So, plan ahead and start this turkey brine process on Tuesday.

How to Make Turkey Brine:

For 20 lb turkey (more or less):

  • 3 cups kosher salt
  • 2 cups sugar
  • 1 cup honey
  • 3 tbsp whole peppercorns, crushed
  • 1 tbsp whole cloves, crushed
  • 1 tbsp whole allspice, crushed
  • 1 tbsp ground cumin
  • 1 tsp dried rosemary
  • 2 teaspoons red pepper flakes
  • 2 heads garlic, sliced crosswise
  • 4 bay leaves
  • 2 leeks, washed and cut into 1 inch chunks
  • 2 onions, chopped in large chunks
  • 2 carrots, chopped in 1 inch pieces
  • 2 celery stalks, chopped in 1 inch pieces
  • 2 bunches fresh thyme
  • 2 gallons water
  • 2 quarts chicken stock

Place sugar, salt, and honey in a large stockpot. I use one that I bought at Wallyworld for about $45. It’s large enough to hold a 20 lb. turkey along with the turkey brine, or enough chili  or low country boil to feed a large crowd.

Large stock pot on stove to hold the turkey brine.

How to Make Turkey Brine

Add one and one-half quarts of chicken broth and boil until sugar and salt dissolve, stirring every few minutes. Stir and remove from heat, then add all of the spices, vegetables, and herbs.

Stir in the water and the other ½ quart of chicken stock. You can add ice to the water to cool things more quickly if you’re in a bit of a hurry. Stir the solution and let it rest until completely cooled. Do not put your turkey in warm brine solution!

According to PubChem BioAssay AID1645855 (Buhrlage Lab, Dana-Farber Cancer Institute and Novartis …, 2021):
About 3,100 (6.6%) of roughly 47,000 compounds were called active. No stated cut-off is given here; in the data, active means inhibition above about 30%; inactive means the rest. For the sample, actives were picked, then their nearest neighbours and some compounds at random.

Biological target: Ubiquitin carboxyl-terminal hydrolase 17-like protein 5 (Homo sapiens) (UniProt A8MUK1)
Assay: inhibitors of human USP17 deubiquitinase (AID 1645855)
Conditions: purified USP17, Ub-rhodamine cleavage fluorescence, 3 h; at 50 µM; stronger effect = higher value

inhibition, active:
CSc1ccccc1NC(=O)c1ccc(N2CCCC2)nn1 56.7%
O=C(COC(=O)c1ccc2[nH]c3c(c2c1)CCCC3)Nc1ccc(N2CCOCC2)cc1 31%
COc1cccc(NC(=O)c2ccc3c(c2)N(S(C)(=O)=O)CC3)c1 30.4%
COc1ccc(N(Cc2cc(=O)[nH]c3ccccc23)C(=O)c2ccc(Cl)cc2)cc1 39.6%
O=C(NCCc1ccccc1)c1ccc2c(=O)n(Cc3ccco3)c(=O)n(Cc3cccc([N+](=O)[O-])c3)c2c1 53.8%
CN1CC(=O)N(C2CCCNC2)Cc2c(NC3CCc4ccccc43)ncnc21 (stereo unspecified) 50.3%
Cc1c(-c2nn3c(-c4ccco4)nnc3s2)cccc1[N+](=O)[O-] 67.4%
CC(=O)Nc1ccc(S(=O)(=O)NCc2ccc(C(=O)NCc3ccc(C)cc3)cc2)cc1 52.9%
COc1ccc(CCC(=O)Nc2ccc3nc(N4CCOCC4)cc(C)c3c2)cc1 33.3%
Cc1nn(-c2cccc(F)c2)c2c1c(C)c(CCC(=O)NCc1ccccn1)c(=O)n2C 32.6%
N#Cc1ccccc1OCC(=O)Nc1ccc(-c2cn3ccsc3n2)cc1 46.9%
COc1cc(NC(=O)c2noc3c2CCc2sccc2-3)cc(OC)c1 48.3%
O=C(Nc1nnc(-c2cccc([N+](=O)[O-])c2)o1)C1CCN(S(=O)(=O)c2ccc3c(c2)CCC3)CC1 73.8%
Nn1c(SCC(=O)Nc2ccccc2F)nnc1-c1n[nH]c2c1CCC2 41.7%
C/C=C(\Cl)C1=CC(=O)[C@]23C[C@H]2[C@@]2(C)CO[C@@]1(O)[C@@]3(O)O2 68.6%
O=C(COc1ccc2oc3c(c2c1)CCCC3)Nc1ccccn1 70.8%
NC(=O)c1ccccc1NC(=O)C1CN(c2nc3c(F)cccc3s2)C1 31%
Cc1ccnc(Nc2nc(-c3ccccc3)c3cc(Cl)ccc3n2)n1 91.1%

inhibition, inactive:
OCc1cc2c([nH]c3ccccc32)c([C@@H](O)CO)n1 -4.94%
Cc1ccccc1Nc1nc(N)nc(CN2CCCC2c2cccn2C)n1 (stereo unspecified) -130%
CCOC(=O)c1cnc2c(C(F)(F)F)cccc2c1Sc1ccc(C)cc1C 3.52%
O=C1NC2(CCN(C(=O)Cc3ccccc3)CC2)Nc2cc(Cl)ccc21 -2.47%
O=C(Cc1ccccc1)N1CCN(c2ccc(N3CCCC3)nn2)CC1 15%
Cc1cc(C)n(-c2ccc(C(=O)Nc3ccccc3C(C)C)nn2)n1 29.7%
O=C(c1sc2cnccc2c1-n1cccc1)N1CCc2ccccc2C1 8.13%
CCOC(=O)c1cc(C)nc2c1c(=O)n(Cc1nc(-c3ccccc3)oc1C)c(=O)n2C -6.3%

Once the turkey brine has cooled completely, add the turkey, neck down, and make sure it is submerged. Cover and place the pot in the refrigerator. If you don’t have a big enough pot, you can use a bag inside a 5 gallon bucket, and if you don’t have room in the fridge, you can use a bag and place it in a large cooler filled with ice, just make sure the temperature doesn’t get above 40°.

The turkey needs to stay in the brine for 12-24 hours, depending on its size. Then remove the turkey from the pot and pat dry with paper towels. Place turkey in the refrigerator on a large cookie sheet or platter, uncovered, for at least 6 hours and up to 24 hours before roasting.

This drys out the skin so it gets nice and crispy, but the meat still stays moist from the brine. Be sure and remove the turkey from the fridge at least an hour before you are ready to roast.

That’s it! Now it’s time to roast the bird.